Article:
WASHINGTON, D.C. — As Jimmy Kimmel once again urged viewers to call their senators and urge them to vote against the GOP’s latest plan to repeal and replace Obamacare, his late-night rival had a message for him on Twitter:
“Please @JimmyKimmel – stay out of politics. Leave the important stuff to reality TV stars with a knack for bankrupting casinos,” Stephen Colbert wrote.
It was a friendly word of solidarity as Kimmel has been dismissed as just a comedian with no business weighing in on the health care debate, or a member of the Hollywood elite unqualified to claim to know what is even in the Graham-Cassidy bill.
Kimmel didn’t shrink from the debate but instead pushed back against the criticism on Thursday, his third night in a row in which he has attacked the Republican health care plan and one of its key co-sponsors, Sen. Bill Cassidy (R-La.).
Unusual as it may be for Kimmel to take such an active role in trying to mobilize opposition to a pending piece of legislation, it is not entirely out of the ordinary for a late-night host to drop punch lines and veer into the center of a serious Capitol Hill policy fight.
Robert Lichter, author of “Politics Is a Joke! How TV Comedians Are Remaking Political Life,” points to Jon Stewart, who in 2010 devoted an entire show to pushing for a bill to fund assistance for first responders on 9/11, as it was being held up by Republican senators. Three years later, Stewart slammed the House GOP for voting against a bill to supply aid to victims of Hurricane Sandy. In 2013, David Letterman called out Republican senators for voting against gun control legislation.
Colbert testified at a House hearing on immigrant farm workers, and only briefly stepped out of his Comedy Central host persona, using sarcasm even when questioned by lawmakers. Some Republicans complained that he mocked the hearing process, but there was little doubt that he drew attention to an issue that otherwise would have gotten little.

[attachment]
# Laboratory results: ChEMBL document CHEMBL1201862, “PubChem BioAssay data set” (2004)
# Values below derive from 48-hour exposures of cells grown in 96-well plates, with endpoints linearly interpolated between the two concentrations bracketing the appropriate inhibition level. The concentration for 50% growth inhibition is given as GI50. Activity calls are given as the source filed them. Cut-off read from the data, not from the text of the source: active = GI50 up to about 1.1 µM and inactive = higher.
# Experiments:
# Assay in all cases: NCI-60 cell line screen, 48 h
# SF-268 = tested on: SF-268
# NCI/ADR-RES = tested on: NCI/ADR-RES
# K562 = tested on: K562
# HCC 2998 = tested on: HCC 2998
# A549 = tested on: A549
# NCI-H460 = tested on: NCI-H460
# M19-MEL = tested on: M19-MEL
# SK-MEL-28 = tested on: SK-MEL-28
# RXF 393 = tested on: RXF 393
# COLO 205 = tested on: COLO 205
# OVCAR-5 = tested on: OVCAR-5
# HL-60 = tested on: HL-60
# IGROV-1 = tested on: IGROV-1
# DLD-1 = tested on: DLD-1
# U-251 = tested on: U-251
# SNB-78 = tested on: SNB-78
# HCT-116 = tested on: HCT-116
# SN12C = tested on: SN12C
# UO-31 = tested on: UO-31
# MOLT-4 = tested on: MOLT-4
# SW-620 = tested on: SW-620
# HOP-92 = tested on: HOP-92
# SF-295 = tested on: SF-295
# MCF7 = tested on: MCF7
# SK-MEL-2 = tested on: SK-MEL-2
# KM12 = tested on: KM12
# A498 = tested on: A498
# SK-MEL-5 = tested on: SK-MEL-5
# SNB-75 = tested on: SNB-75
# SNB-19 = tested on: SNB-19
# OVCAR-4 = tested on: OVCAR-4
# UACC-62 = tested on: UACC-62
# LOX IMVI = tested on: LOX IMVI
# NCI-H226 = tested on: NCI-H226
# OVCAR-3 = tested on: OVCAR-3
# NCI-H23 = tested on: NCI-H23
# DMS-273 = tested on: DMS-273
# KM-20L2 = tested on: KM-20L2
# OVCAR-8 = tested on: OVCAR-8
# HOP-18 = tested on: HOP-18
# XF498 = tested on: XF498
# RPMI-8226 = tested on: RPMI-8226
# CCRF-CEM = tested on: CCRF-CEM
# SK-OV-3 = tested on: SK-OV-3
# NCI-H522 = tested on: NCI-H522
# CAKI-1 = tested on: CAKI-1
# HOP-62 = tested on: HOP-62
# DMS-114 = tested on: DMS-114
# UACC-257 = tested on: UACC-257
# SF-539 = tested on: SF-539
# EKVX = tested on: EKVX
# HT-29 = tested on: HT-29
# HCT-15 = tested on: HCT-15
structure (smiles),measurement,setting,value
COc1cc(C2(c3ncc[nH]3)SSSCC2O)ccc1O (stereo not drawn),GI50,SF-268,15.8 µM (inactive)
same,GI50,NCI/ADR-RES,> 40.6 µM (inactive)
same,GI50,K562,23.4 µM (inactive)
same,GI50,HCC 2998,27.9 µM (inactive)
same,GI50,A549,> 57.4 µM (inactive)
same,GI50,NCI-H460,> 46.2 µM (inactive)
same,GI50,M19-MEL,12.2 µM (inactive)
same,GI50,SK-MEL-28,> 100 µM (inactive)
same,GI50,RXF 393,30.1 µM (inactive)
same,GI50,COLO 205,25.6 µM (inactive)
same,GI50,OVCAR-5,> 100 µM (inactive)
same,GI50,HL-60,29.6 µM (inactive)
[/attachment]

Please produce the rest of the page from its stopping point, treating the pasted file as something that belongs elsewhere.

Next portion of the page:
With his CBS show, it’s now expected that Colbert, no longer in persona, will be politically biting, particularly toward President Donald Trump and those on the right.
Kimmel addressed health care in May after relaying the story of how his infant son had emergency heart surgery. That led him to talk of the need for less-well-off families to have affordable health care insurance, as well as protections for pre-existing conditions and restrictions on lifetime caps.
After Kimmel’s monologue spread virally, Cassidy referred to a “Kimmel test,” or that any legislation would have to guarantee affordable coverage for families. He then went on Kimmel’s show.
But this week, Kimmel attacked Cassidy, telling viewers that the senator lied to him about supporting a bill that offered those guarantees. Cassidy still insists that the bill will protect families in need of lower-cost insurance.
In his most recent monologue on Thursday, Kimmel went a step further: He urged viewers to call their senator, and flashed the phone number of the Capitol on screen. John Oliver has made similar pleas on his HBO series “Last Week Tonight,” urging viewers to contact the FCC to save net neutrality, while Bill Maher has used his HBO show “Real Time” to try to “flip a district” in 2014. (The Republican congressman he tried to oust, John Kline of Minnesota, was reelected.)
Lichter, professor of communication at George Mason University, said that Kimmel is “perhaps the least overtly political of all the major talk show hosts.”
“Kimmel has displayed his skill as grounding a policy preference in a touching personal anecdote that produces an emotional connection with his audience,” Lichter said. “Even more notable (and perhaps this is unprecedented) is his willingness to use his show as a platform for ongoing debate with critics and to call for direct action from the public. Who would have thought he’d be such a natural politician for our age of mediated politics?”
Kimmel is now linked to one of the most politically divisive of all issues, but the effort to defeat the Graham-Cassidy bill may be working. Sen. John McCain (R-Arizona) said on Friday that he would not support it, leaving Republicans without a key vote. It’s unclear whether Kimmel had anything at all to do with McCain’s decision, but he very quickly praised the Arizona senator for “being a hero again and again and now AGAIN.”